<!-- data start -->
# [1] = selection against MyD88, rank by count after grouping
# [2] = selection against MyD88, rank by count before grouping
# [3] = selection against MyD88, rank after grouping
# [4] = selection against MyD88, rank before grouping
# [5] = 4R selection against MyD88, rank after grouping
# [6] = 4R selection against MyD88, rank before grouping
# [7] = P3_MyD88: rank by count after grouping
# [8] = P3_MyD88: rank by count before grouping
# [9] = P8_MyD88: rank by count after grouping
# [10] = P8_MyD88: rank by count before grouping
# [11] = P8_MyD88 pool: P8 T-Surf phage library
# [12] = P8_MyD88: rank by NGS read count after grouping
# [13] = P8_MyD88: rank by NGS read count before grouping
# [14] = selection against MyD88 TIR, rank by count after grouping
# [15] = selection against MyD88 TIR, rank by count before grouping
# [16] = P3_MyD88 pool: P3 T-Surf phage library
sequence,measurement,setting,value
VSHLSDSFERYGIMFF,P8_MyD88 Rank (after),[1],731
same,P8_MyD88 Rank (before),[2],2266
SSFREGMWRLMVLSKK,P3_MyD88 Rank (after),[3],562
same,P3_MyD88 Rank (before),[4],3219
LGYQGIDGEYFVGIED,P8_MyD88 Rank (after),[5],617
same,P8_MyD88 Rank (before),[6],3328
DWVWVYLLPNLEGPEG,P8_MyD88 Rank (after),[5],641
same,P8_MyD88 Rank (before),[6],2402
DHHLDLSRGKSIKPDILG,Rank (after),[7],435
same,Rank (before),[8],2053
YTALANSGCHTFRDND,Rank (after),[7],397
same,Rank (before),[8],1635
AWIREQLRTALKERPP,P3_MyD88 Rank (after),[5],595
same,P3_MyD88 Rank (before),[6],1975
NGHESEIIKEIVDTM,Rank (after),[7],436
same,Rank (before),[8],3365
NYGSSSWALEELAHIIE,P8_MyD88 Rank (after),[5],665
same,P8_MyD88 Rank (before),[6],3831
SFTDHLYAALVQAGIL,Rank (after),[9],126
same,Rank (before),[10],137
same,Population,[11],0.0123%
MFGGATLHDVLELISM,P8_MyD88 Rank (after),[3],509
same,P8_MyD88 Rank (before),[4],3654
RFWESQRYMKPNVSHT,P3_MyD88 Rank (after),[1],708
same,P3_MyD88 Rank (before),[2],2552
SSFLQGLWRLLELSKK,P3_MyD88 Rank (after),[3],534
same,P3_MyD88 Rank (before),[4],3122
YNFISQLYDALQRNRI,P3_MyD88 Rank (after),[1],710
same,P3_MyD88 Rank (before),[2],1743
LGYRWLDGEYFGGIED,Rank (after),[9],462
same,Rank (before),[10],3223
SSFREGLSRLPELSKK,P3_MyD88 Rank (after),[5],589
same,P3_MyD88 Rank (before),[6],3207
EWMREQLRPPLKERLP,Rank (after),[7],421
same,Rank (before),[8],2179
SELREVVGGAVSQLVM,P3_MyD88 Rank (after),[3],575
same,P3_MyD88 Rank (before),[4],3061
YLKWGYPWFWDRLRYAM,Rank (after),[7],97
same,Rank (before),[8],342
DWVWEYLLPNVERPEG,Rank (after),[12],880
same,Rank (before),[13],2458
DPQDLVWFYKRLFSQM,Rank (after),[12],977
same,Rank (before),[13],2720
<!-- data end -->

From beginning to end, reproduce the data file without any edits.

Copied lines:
# [1] = selection against MyD88, rank by count after grouping
# [2] = selection against MyD88, rank by count before grouping
# [3] = selection against MyD88, rank after grouping
# [4] = selection against MyD88, rank before grouping
# [5] = 4R selection against MyD88, rank after grouping
# [6] = 4R selection against MyD88, rank before grouping
# [7] = P3_MyD88: rank by count after grouping
# [8] = P3_MyD88: rank by count before grouping
# [9] = P8_MyD88: rank by count after grouping
# [10] = P8_MyD88: rank by count before grouping
# [11] = P8_MyD88 pool: P8 T-Surf phage library
# [12] = P8_MyD88: rank by NGS read count after grouping
# [13] = P8_MyD88: rank by NGS read count before grouping
# [14] = selection against MyD88 TIR, rank by count after grouping
# [15] = selection against MyD88 TIR, rank by count before grouping
# [16] = P3_MyD88 pool: P3 T-Surf phage library
sequence,measurement,setting,value
VSHLSDSFERYGIMFF,P8_MyD88 Rank (after),[1],731
same,P8_MyD88 Rank (before),[2],2266
SSFREGMWRLMVLSKK,P3_MyD88 Rank (after),[3],562
same,P3_MyD88 Rank (before),[4],3219
LGYQGIDGEYFVGIED,P8_MyD88 Rank (after),[5],617
same,P8_MyD88 Rank (before),[6],3328
DWVWVYLLPNLEGPEG,P8_MyD88 Rank (after),[5],641
same,P8_MyD88 Rank (before),[6],2402
DHHLDLSRGKSIKPDILG,Rank (after),[7],435
same,Rank (before),[8],2053
YTALANSGCHTFRDND,Rank (after),[7],397
same,Rank (before),[8],1635
AWIREQLRTALKERPP,P3_MyD88 Rank (after),[5],595
same,P3_MyD88 Rank (before),[6],1975
NGHESEIIKEIVDTM,Rank (after),[7],436
same,Rank (before),[8],3365
NYGSSSWALEELAHIIE,P8_MyD88 Rank (after),[5],665
same,P8_MyD88 Rank (before),[6],3831
SFTDHLYAALVQAGIL,Rank (after),[9],126
same,Rank (before),[10],137
same,Population,[11],0.0123%
MFGGATLHDVLELISM,P8_MyD88 Rank (after),[3],509
same,P8_MyD88 Rank (before),[4],3654
RFWESQRYMKPNVSHT,P3_MyD88 Rank (after),[1],708
same,P3_MyD88 Rank (before),[2],2552
SSFLQGLWRLLELSKK,P3_MyD88 Rank (after),[3],534
same,P3_MyD88 Rank (before),[4],3122
YNFISQLYDALQRNRI,P3_MyD88 Rank (after),[1],710
same,P3_MyD88 Rank (before),[2],1743
LGYRWLDGEYFGGIED,Rank (after),[9],462
same,Rank (before),[10],3223
SSFREGLSRLPELSKK,P3_MyD88 Rank (after),[5],589
same,P3_MyD88 Rank (before),[6],3207
EWMREQLRPPLKERLP,Rank (after),[7],421
same,Rank (before),[8],2179
SELREVVGGAVSQLVM,P3_MyD88 Rank (after),[3],575
same,P3_MyD88 Rank (before),[4],3061
YLKWGYPWFWDRLRYAM,Rank (after),[7],97
same,Rank (before),[8],342
DWVWEYLLPNVERPEG,Rank (after),[12],880
same,Rank (before),[13],2458
DPQDLVWFYKRLFSQM,Rank (after),[12],977
same,Rank (before),[13],2720